Small-scale dynamics is the spirit of turbulence physics. It implicates many attributes of flow topology evolution, coherent structures, hairpin vorticity dynamics, and mechanism of the kinetic energy cascade. In this work, several dynamical aspects of the small-scale motions have been numerically studied in a framework of Rayleigh-Benard convection (RBC). To do so, direct numerical simulations have been carried out at two Rayleigh numbers Ra = 10(8) and 10(10), inside an air-filled rectangular cell of aspect ratio unity and pi span-wise open-ended distance. As a main feature, the average rate of the invariants of the velocity gradient tensor (Q(G), R-G) has displayed the so-called "teardrop" spiraling shape through the bulk region. Therein, the mean trajectories are swirling inwards revealing a periodic spin around the converging origin of a constant period that is found to be proportional to the plumes lifetime. This suggests that the thermal plumes participate in the coherent large-scale circulation and the turbulent wind created in the bulk. Particularly, it happens when the plumes elongate substantially to contribute to the large-scale eddies at the lower turbulent state. Supplementary small-scale properties, which are widely common in many turbulent flows have been observed in RBC. For example, the strong preferential alignment of vorticity with the intermediate eigenstrain vector, and the asymmetric alignment between vorticity and the vortex-stretching vector. It has been deduced that in a hard turbulent flow regime, local self-amplifications of straining regions aid in contracting the vorticity worms, and enhance the local interactions vorticity/strain to support the linear vortex-stretching contributions. On the other hand, the evolution of invariants pertained to the traceless part of velocity-times-temperature gradient tensor has also been considered in order to determine the role of thermals in the fine-scale dynamics. These new invariants show an incorporation of kinetic and thermal gradient dynamics that indicate directly the evolution and lifetime of thermal plume structures. By applying an identical approach, the rates of the new invariants have shown a symmetric cycling behaviour decaying towards two skew-symmetric converging origins at the lower Ra number. The trajectories near origins address the hot and cold coherent plumes that travel as an average large-scale heat flux in the sidewall vicinities, and denote a periodic spin period close to the plumes lifetime. At the hard turbulent case, the spiraling trajectories travel in shorter tracks to reveal the reduced lifetime of plumes under the dissipative and mixing effects. The turbulent background kinetic derivatives get self-amplified and the trajectories converge to a zero-valued origin indicating that there is no contribution from the plumes to the average coherent large scales of heat flux. These and other peculiar scrutinies on the small-scale motions in RBC have been enlightened, and may have a fruitful consequence on modelling approaches of buoyancy-driven turbulence.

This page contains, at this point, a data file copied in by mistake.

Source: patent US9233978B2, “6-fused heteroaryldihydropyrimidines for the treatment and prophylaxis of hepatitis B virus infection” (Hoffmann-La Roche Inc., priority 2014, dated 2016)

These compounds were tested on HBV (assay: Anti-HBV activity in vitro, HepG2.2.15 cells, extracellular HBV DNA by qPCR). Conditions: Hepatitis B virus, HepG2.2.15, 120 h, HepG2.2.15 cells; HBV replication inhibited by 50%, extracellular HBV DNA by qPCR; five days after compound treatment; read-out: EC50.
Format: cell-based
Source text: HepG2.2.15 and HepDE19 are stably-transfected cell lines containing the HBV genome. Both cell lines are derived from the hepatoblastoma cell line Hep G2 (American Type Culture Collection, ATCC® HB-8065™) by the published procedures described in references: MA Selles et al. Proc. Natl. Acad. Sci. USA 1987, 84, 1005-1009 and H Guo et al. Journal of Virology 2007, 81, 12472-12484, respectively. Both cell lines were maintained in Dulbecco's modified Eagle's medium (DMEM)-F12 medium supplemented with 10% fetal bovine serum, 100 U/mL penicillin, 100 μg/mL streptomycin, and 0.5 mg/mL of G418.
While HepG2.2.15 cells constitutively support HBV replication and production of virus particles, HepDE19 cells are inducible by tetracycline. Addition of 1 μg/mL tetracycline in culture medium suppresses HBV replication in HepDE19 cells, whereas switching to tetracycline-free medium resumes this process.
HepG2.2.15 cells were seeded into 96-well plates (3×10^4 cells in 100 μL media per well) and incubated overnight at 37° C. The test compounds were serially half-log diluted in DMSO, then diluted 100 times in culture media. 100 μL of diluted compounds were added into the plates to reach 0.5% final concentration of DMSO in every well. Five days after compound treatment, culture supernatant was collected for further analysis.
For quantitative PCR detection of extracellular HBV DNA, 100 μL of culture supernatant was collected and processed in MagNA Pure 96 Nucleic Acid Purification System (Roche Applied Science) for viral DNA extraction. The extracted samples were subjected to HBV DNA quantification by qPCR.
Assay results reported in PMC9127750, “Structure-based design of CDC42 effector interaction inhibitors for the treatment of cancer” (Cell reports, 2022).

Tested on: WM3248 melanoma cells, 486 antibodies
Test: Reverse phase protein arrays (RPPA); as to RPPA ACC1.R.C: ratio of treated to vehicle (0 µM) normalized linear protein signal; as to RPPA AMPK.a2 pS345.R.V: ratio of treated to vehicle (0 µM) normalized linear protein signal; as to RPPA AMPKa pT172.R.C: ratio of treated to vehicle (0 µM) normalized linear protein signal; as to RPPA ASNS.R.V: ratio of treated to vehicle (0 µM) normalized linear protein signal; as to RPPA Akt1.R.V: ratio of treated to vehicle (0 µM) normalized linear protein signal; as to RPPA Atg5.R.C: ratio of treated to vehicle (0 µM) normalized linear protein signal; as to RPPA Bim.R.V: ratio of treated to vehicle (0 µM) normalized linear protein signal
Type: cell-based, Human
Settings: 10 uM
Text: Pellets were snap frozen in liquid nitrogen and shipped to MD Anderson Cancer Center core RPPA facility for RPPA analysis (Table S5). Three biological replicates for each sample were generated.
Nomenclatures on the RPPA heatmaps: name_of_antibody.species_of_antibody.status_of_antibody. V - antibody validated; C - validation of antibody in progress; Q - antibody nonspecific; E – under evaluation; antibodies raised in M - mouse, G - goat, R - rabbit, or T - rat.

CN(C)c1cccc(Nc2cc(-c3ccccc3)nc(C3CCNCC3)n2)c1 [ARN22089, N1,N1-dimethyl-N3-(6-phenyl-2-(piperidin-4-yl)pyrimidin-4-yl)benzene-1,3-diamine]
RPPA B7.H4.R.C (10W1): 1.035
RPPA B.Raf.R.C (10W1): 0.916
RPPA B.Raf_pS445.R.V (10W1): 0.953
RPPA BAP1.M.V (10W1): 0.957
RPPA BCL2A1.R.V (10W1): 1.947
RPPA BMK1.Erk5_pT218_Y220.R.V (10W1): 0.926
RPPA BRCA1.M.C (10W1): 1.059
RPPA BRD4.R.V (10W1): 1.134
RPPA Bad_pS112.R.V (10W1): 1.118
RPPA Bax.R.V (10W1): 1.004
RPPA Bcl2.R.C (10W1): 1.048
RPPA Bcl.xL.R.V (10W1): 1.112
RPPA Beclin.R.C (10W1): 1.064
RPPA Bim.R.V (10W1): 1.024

Copyright 2016 AIP Publishing. This article may be downloaded for personal use only. Any other use requires prior permission of the author and AIP Publishing.

Small-scale dynamics is the spirit of turbulence physics. It implicates many attributes of flow topology evolution, coherent structures, hairpin vorticity dynamics, and mechanism of the kinetic energy cascade. In this work, several dynamical aspects of the small-scale motions have been numerically studied in a framework of Rayleigh-Benard convection (RBC). To do so, direct numerical simulations have been carried out at two Rayleigh numbers Ra = 10(8) and 10(10), inside an air-filled rectangular cell of aspect ratio unity and pi span-wise open-ended distance. As a main feature, the average rate of the invariants of the velocity gradient tensor (Q(G), R-G) has displayed the so-called]]>

Physics of fluids

Vol. 27, num. 6, p. 065103-1-065103-17

DOI: 10.1063/1.4921817

Date of publication: 2015-06-23

Abstract:

Direct simulations of the incompressible Navier-Stokes equations are limited to relatively low-Reynolds numbers. Hence, dynamically less complex mathematical formulations are necessary for coarse-grain simulations. Eddy-viscosity models for large-eddy simulation is probably the most popular example thereof: they rely on differential operators that should properly detect different flow configurations (laminar and 2D flows, near-wall behavior, transitional regime, etc.). Most of them are based on the combination of invariants of a symmetric tensor that depends on the gradient of the resolved velocity field, . In this work, models are presented within a framework consisting of a 5D phase space of invariants. In this way, new models can be constructed by imposing appropriate restrictions in this space. For instance, considering the three invariants P GG T , Q GG T , and R GG T of the tensorGG T , and imposing the proper cubic near-wall behavior, i.e., , we deduce that the eddy-viscosity is given by . Moreover, only R GG T -dependent models, i.e., p > - 5/2, switch off for 2D flows. Finally, the model constant may be related with the Vreman’s model constant via ; this guarantees both numerical stability and that the models have less or equal dissipation than Vreman’s model, i.e., . The performance of the proposed models is successfully tested for decaying isotropic turbulence and a turbulent channel flow. The former test-case has revealed that the model constant, C s3pqr , should be higher than 0.458 to obtain the right amount of subgrid-scale dissipation, i.e., C s3pq = 0.572 (p = - 5/2), C s3pr = 0.709 (p = - 1), and C s3qr = 0.762 (p = 0).